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Supreme Court Holds Cheerleading Uniforms Eligible for Copyright Protection

In a case involving whether the designs on cheerleading uniforms are eligible for copyright protection under the Copyright Act of 1976, the Supreme Court on March 22, 2017, held that an artistic feature of the design of a useful article is eligible for copyright protection if the feature (1) can be perceived as a two- or three-dimensional work of art separate from the useful article and (2) would qualify as a protectable pictorial, graphic, or sculptural work either on its own or in some other medium if imagined separately from the useful article.

Justice Thomas delivered the majority opinion, which was joined by Chief Justice Roberts, Justices Alito, Sotomayor, and Kagan. Justice Ginsburg filed an opinion concurring in the Court’s judgment but not the opinion, while Justice Breyer filed a dissenting opinion, which was joined by Justice Kennedy.

Respondents, Varsity Brands, Inc., Varsity Spirit Corporation, and Varsity Spirit Fashions & Supplies, Inc. (Varsity), sued petitioner Star Athletica, LLC, for infringing their copyrights in five designs. A federal district court granted Star Athletica’s motion for summary judgment, but the United States Court of Appeals for the Sixth Circuit reversed, concluding that each of Varsity’s graphic design concepts can be identified separately from, and are capable of existing independently of, the utilitarian aspects of the cheerleading uniform.

In affirming the Sixth Circuit’s judgment, the Supreme Court concluded that §§ 101 and 113(a) of the Copyright Act of 1976 make clear that copyright protection extends to pictorial, graphic, and sculptural works regardless of whether they were created as freestanding art or as features of useful articles. Applying the proper test for § 101’s separate identification and independent-existence requirements, the Court found that the decorations on the cheerleading uniforms are separable and therefore eligible for copyright protection. The decorations can be identified as features having pictorial, graphic, or sculptural qualities. If those decorations were separated from the uniforms and applied in another medium, they would qualify as two-dimensional works of art under § 101. Imaginatively removing the decorations from the uniforms and applying them in another medium also would not replicate the uniform itself. The Court found that the designs on the surface of Varsity’s cheerleading uniforms satisfy the requirements for copyright protection.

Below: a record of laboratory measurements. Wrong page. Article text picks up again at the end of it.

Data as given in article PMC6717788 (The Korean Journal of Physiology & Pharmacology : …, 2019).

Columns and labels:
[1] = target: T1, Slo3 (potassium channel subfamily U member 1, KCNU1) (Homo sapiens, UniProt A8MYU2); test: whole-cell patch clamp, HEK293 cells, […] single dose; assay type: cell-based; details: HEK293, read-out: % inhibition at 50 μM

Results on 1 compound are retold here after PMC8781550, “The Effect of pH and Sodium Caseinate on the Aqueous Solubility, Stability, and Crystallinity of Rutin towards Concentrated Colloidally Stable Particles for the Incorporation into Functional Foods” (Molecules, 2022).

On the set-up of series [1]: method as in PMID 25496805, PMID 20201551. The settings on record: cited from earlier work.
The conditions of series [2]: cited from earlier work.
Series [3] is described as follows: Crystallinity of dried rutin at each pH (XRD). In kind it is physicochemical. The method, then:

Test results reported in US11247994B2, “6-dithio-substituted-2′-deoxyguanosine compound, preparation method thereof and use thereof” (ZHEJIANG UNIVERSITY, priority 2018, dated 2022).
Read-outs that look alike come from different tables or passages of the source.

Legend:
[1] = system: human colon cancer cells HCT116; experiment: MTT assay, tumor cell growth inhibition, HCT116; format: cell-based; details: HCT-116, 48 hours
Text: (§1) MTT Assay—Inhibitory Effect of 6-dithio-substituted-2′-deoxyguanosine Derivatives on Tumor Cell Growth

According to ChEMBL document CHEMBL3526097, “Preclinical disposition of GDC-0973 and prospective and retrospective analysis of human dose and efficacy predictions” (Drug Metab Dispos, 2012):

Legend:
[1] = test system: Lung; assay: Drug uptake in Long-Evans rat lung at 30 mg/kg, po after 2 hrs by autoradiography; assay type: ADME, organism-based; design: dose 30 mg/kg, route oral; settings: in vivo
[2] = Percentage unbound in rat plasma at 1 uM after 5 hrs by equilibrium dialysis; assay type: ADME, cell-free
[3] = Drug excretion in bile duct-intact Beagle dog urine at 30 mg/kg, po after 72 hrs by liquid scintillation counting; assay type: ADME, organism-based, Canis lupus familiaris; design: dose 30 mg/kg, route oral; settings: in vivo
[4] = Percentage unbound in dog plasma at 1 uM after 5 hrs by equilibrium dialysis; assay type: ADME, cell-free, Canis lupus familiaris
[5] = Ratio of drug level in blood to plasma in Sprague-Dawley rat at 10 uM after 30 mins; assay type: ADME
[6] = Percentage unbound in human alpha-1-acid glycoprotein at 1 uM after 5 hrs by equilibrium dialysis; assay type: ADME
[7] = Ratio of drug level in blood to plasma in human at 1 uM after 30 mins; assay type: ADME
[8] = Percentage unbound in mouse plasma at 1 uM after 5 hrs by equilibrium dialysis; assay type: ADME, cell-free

In her concurring opinion, Justice Ginsburg concluded that consideration of the separability test was unwarranted. Instead, Justice Ginsburg found that Varsity’s designs are themselves copyrighted, pictorial, or graphic works reproduced on useful articles.

In his dissenting opinion, Justice Breyer did not agree that Varsity’s designs are eligible for copyright protection. He concluded that, even applying the majority’s test, the designs cannot be perceived as two- or three-dimensional works of art separate from the useful article. According to Judge Breyer, one cannot obtain a copyright that would give its holder any rights in the useful article that inspired it.

Lexis subscribers can access the opinion at: Star Athletica, L.L.C. v. Varsity Brands, Inc., 2017 U.S. LEXIS 2026 (U.S. 2017)

Lexis Advance subscribers can find the opinion at: Star Athletica, L.L.C. v. Varsity Brands, Inc., 2017 U.S. LEXIS 2026 (U.S. 2017)

Author:  Hans Thielman, Lexis-Nexis Case Law Editor

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